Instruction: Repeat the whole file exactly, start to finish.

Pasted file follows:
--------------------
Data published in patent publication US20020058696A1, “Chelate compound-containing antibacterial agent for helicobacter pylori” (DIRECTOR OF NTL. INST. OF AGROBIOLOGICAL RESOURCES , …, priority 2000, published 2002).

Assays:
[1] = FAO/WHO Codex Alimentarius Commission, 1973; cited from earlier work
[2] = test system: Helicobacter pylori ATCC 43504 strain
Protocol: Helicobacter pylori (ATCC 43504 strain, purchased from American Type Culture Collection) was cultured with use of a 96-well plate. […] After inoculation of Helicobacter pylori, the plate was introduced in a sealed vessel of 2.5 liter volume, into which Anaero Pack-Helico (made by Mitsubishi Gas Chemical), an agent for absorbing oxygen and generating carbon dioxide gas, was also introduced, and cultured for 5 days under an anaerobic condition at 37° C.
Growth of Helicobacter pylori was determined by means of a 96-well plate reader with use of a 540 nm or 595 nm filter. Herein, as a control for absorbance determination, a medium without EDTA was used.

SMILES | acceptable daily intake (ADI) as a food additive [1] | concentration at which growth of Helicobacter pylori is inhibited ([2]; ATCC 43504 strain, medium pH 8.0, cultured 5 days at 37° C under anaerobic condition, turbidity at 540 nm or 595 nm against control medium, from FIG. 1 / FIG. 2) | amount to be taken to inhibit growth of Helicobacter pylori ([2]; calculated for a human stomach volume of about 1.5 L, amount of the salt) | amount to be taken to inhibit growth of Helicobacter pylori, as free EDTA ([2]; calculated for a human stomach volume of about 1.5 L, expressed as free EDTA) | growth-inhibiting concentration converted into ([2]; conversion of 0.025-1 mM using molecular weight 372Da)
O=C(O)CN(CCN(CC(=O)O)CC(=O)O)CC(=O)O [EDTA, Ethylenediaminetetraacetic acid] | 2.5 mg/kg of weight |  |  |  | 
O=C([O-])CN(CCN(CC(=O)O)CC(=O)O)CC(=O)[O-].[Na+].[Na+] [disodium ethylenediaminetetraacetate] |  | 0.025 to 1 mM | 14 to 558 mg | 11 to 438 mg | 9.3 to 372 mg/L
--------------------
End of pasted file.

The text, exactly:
Data published in patent publication US20020058696A1, “Chelate compound-containing antibacterial agent for helicobacter pylori” (DIRECTOR OF NTL. INST. OF AGROBIOLOGICAL RESOURCES , …, priority 2000, published 2002).

Assays:
[1] = FAO/WHO Codex Alimentarius Commission, 1973; cited from earlier work
[2] = test system: Helicobacter pylori ATCC 43504 strain
Protocol: Helicobacter pylori (ATCC 43504 strain, purchased from American Type Culture Collection) was cultured with use of a 96-well plate. […] After inoculation of Helicobacter pylori, the plate was introduced in a sealed vessel of 2.5 liter volume, into which Anaero Pack-Helico (made by Mitsubishi Gas Chemical), an agent for absorbing oxygen and generating carbon dioxide gas, was also introduced, and cultured for 5 days under an anaerobic condition at 37° C.
Growth of Helicobacter pylori was determined by means of a 96-well plate reader with use of a 540 nm or 595 nm filter. Herein, as a control for absorbance determination, a medium without EDTA was used.

SMILES | acceptable daily intake (ADI) as a food additive [1] | concentration at which growth of Helicobacter pylori is inhibited ([2]; ATCC 43504 strain, medium pH 8.0, cultured 5 days at 37° C under anaerobic condition, turbidity at 540 nm or 595 nm against control medium, from FIG. 1 / FIG. 2) | amount to be taken to inhibit growth of Helicobacter pylori ([2]; calculated for a human stomach volume of about 1.5 L, amount of the salt) | amount to be taken to inhibit growth of Helicobacter pylori, as free EDTA ([2]; calculated for a human stomach volume of about 1.5 L, expressed as free EDTA) | growth-inhibiting concentration converted into ([2]; conversion of 0.025-1 mM using molecular weight 372Da)
O=C(O)CN(CCN(CC(=O)O)CC(=O)O)CC(=O)O [EDTA, Ethylenediaminetetraacetic acid] | 2.5 mg/kg of weight |  |  |  | 
O=C([O-])CN(CCN(CC(=O)O)CC(=O)O)CC(=O)[O-].[Na+].[Na+] [disodium ethylenediaminetetraacetate] |  | 0.025 to 1 mM | 14 to 558 mg | 11 to 438 mg | 9.3 to 372 mg/L